Beware of online loan calculators – WSJ

Loan calculators on financial websites often have a default setting that shows the amount, interest rate, and payment period for a hypothetical loan. But these default settings, which provide an intuitive example of how the calculator works, could do more harm than good.

According to a study published online in the Journal of Behavioral and Experimental Finance in June, borrowers could be unknowingly manipulated into choosing a more expensive loan, depending on the calculator’s default settings.

The researchers found that people were almost twice as likely to choose a longer-term loan if their online calculator’s default setting had a five-year loan or longer, compared to participants who had a loan of five years or more. one year as the default setting on their calculator. . Extending a loan for even a single year can have a big impact on what borrowers end up paying.

In the study, which was conducted in Ireland, participants had to pay the equivalent of about $522 extra when they chose a four-year loan over a three-year loan, according to Shane Timmons, l one of the study’s co-authors and a post-doctoral researcher at the Institute of Economic and Social Research in Dublin, Ireland. The other authors were Peter D. Lunn, founder of the Behavioral Research Unit at the Institute for Economic and Social Research and adjunct professor at Trinity College Dublin, and Féidhlim P. McGowan, former research assistant at the Institute of economic and social research, now working on a doctorate.

Growing interest

Monthly loan payment and total interest paid on a $20,000 loan, with an interest rate of 4.5%

The study draws on behavioral economics research showing that people tend to stay at or near the default setting and use reference numbers to make choices, even if those numbers are completely random.

The researchers used this information to encourage employees to put more aside in their 401(k) or taxpayers to save a certain percentage of their tax refunds. There has been much less research on how defaults influence the loans borrowers choose and how lenders might subtly influence their choices, although previous research by Dr Lunn has shown that when the size of a monthly repayment is highlighted, consumers tend to choose longer-term loans. loans, but when the amount of accrued interest is highlighted, they choose loans with shorter repayment schedules.

The Irish Competition and Consumer Protection Commission funded the study. Before the research began, the commission and study authors compared the default settings of lenders’ online calculators with those of loan calculators from independent websites. They found that lenders’ calculators tended to show longer loans (five years on average) than those on independent sites, where the default settings typically showed loans with a one-year term.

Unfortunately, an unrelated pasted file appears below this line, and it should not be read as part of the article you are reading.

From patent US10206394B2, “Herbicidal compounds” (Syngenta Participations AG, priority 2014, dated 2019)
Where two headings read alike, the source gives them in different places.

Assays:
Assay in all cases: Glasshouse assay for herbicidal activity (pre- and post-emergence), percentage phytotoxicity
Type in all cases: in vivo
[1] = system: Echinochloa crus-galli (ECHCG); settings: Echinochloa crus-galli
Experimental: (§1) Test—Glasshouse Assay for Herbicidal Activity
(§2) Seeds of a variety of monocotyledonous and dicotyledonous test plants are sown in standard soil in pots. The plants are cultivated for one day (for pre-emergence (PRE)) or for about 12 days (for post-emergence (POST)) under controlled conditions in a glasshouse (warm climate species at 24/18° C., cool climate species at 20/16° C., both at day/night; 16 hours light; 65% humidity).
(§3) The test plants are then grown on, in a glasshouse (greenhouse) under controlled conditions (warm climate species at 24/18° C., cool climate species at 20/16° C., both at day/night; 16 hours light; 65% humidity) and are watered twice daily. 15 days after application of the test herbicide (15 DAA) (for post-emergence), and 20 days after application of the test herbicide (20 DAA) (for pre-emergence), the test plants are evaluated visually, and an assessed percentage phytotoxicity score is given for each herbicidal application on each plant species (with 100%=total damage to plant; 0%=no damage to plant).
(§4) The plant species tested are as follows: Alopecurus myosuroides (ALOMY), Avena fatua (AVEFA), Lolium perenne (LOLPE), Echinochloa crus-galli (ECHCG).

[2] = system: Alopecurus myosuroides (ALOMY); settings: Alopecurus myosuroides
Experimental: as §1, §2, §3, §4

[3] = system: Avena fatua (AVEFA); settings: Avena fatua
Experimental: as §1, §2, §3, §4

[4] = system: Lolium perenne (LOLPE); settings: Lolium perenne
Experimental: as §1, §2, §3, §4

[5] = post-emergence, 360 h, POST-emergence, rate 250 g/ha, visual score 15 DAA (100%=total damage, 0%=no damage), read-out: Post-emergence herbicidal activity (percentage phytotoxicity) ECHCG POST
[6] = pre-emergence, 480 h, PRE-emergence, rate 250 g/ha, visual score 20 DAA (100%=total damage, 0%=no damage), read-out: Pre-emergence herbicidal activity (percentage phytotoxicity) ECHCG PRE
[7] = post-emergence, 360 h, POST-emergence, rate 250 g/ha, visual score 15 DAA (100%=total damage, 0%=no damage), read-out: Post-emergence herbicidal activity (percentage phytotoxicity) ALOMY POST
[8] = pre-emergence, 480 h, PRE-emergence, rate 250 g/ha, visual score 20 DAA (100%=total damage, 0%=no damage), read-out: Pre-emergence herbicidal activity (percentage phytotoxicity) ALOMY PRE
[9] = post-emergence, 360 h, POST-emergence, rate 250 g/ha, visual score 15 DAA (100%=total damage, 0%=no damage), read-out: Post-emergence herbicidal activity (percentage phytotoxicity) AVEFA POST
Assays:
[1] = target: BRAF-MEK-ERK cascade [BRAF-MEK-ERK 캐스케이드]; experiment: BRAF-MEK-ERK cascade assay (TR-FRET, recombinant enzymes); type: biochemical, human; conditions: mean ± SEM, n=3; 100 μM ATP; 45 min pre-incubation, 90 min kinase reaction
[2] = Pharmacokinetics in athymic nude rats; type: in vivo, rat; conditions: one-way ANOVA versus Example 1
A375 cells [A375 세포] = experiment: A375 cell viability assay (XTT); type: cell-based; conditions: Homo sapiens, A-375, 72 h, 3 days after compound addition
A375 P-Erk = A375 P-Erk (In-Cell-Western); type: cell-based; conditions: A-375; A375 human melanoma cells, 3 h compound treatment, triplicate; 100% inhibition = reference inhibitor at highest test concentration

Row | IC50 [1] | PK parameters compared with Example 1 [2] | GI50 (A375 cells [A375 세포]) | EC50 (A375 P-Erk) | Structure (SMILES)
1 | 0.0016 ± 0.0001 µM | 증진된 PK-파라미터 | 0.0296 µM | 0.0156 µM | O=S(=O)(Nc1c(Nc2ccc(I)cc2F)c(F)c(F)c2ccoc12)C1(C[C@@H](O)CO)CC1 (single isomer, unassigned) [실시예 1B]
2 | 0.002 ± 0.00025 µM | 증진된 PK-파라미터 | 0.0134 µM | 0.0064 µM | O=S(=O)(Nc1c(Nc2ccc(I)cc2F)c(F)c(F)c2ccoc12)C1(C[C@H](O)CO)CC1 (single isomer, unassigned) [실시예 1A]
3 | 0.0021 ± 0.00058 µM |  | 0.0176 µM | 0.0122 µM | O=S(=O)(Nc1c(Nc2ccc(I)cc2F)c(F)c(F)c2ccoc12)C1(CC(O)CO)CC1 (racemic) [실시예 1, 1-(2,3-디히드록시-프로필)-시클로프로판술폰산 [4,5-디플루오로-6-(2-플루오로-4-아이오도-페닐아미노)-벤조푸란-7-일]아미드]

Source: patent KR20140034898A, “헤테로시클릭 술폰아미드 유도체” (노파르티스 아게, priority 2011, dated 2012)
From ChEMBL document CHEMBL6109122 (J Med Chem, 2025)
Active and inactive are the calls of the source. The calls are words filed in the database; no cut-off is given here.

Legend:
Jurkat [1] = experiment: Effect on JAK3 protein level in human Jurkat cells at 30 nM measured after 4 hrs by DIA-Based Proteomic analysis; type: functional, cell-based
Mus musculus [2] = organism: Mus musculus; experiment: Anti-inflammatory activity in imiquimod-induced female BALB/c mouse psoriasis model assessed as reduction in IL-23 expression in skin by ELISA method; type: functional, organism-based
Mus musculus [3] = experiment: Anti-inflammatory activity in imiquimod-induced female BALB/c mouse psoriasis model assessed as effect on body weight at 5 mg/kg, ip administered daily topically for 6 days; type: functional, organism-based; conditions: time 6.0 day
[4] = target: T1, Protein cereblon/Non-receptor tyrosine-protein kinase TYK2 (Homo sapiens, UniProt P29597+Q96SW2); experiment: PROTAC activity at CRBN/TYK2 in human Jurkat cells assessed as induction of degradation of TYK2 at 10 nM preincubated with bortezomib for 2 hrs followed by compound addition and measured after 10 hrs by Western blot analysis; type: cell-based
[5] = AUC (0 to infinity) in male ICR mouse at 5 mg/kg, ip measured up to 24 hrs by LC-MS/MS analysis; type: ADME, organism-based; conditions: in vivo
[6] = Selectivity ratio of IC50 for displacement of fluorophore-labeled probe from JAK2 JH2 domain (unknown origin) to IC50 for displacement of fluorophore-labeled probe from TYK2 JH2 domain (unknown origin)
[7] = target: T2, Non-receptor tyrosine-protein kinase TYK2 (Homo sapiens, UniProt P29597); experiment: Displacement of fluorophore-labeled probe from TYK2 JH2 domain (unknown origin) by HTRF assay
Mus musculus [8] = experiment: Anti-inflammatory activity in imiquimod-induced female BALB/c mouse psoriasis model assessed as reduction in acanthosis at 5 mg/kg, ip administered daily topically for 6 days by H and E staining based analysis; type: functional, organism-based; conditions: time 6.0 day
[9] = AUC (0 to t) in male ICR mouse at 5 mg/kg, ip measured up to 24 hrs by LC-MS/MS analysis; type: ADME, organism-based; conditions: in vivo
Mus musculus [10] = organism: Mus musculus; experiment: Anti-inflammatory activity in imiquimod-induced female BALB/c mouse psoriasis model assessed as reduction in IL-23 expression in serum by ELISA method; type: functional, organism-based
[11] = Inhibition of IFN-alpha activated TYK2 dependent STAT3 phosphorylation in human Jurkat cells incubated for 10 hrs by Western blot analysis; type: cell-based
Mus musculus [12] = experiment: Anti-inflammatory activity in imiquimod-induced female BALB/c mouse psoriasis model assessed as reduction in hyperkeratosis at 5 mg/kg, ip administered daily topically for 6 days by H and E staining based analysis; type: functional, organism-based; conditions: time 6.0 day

In their study, the researchers gave participants a loan calculator and asked them to research a loan of €10,000 ($11,170).

The 180 participants were randomly divided into two groups. One group used calculators with a default setting of one year, and the other group used calculators with default settings of five years or more. Most participants chose to assess multiple loans with their online calculator.

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Dr. Timmons had two theories as to why the default setting had this effect. First, he says, the calculator’s default setting may have served as a starting point for comparing other loans. Second, participants may have attached meaning to the default setting, viewing it either as a social norm, telling them which choice is most popular, or as a prescriptive norm, a recommendation about the best choice.

Understanding how people interpreted the default setting could help researchers design better interventions. But for now, consumers might be better off if they make decisions about loans or other types of financial products using online tools from independent websites that don’t have pre-populated information in their online calculator. It’s only when consumers know exactly what product they want to buy that Dr. Timmons advises going to the lender’s website to purchase a loan.

Ms. Ward is a writer in Mendham, NJ Email her at reports@wsj.com.

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